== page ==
16S rDNA sequencing analysis of low-abundance samples spiked with bacterial mock community

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Publikace nespadá pod Lékařskou fakultu, ale pod Přírodovědeckou fakultu. Oficiální stránka publikace je na webu muni.cz.


Rok publikování 2023
Druh Konferenční abstrakty
Fakulta / Pracoviště MU

Přírodovědecká fakulta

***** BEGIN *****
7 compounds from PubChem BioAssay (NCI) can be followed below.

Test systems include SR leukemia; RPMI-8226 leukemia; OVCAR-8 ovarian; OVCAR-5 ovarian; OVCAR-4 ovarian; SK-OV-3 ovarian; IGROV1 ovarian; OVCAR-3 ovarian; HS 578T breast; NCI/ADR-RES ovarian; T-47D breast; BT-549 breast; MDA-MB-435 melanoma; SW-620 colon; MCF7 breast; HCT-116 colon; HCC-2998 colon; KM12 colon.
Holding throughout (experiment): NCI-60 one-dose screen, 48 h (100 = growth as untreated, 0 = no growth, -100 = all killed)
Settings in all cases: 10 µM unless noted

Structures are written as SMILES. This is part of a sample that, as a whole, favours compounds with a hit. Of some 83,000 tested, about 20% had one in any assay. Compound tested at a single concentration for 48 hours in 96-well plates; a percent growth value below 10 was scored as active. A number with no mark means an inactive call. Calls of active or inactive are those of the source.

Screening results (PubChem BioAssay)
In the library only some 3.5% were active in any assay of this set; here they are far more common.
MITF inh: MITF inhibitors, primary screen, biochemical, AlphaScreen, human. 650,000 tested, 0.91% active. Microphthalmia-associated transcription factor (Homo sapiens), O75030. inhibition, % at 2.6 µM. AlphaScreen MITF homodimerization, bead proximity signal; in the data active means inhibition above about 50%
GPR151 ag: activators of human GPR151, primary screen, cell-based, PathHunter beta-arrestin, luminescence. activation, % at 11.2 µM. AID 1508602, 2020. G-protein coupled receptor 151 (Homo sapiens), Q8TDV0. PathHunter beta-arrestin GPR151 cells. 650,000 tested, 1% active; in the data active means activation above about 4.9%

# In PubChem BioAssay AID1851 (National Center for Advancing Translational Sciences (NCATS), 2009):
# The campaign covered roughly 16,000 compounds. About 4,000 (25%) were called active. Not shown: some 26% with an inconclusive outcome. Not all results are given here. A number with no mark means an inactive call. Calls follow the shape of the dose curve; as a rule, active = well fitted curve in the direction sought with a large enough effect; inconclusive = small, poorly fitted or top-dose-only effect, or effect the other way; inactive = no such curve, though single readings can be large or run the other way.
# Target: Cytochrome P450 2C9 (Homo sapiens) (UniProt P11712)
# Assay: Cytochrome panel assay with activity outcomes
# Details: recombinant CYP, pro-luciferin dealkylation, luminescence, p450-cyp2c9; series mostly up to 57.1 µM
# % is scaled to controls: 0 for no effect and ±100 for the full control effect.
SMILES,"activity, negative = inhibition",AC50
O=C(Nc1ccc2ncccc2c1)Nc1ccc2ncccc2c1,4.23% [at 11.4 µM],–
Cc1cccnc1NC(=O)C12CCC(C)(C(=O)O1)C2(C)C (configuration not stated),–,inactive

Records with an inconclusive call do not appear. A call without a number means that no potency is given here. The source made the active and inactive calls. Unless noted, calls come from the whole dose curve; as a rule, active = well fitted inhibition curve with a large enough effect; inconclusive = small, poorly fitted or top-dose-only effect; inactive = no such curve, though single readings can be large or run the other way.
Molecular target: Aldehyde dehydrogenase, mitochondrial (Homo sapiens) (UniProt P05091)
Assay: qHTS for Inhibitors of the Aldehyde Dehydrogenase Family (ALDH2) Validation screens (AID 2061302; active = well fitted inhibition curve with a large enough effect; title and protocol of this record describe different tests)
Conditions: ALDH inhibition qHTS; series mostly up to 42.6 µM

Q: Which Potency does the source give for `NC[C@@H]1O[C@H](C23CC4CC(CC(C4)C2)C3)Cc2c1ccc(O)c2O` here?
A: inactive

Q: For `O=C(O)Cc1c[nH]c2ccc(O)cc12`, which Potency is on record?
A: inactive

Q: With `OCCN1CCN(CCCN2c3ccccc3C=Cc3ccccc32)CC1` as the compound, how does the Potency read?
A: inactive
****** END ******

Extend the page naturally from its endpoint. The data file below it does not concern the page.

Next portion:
Popis Background The use of negative and positive controls, such as bacterial mock community, is a crucial part of a well-established workflow for 16S rDNA sequencing. Several mock community standards (i.e., mixes with known composition of bacterial species) are available for purchase. To prevent interference with the sample, the selected mock community should ideally consist of species not occurring in the target sample. We aimed to set up a method for analysis of bacteriome of three human low-abundance matrices that takes advantage of spiking of these samples with non-human mock community in amounts not overlaying the sample bacteriome but, and at the same time, yielding sufficient sequence coverage. Methods Samples of urine, blood and bronchoalveolar lavage (BAL) from 3 patients, 3 bacterial cultures of Klebsiella pneumoniae (104 CFU/mL) serving as positive controls, and 3 negative controls (DNA free water) were isolated by QIAamp DNA Blood Mini Kit in triplicates. Parallelly, the mock community ZymoBIOMICS Spike-in Control I (High Microbial Load, MOCK), consisting of bacterial species Allobacillus and Imtechella (1:1), was isolated. All samples and controls were subsequently spiked with 1 µl of 500×, 1,000× or 2,000× diluted DNA from isolated mock (what more 3 negative controls without spiking were also used) and amplified. Two PCRs were performed – one with 30 and the other with 33 cycles. The final library was sequenced on the MiSeq instrument using MiSeq Reagent Kit v3 (600-cycle). Results The sequencing analysis was successful with both 30 and 33 cycles used for PCR. The results showed the contamination of reagents with Flavobacterium (~1,000 reads per sample) and Massilia (~250 reads per sample) species. These bacteria were, therefore, excluded from subsequent data analysis. In urine, blood, and BAL samples with 2,000× diluted mock, the average relative abundance of Allobacillus and Imtechella was 5 % (on average 5 % combined), while with the 1,000× and 500× diluted mock, the relative abundances of these mock community bacteria were 30 % and 60 % (on average), respectively. Conclusions 16S rDNA sequencing of urine, blood and BAL samples spiked with mock was successfully performed; however, we detected the presence of certain bacterial DNA in used reagents. For the studied matrices, we recommend: i) to monitor the possibility of sample contamination from reagents; ii) to use the mock dilution for these lowabundance matrices of 2,000×, which results in approx. 5 % relative abundance of the mock community in the sample. This mock dilution is sufficient to serve as an internal standard while not overlaying the bacteria, which are abundant more than 5 % in this type of samples.
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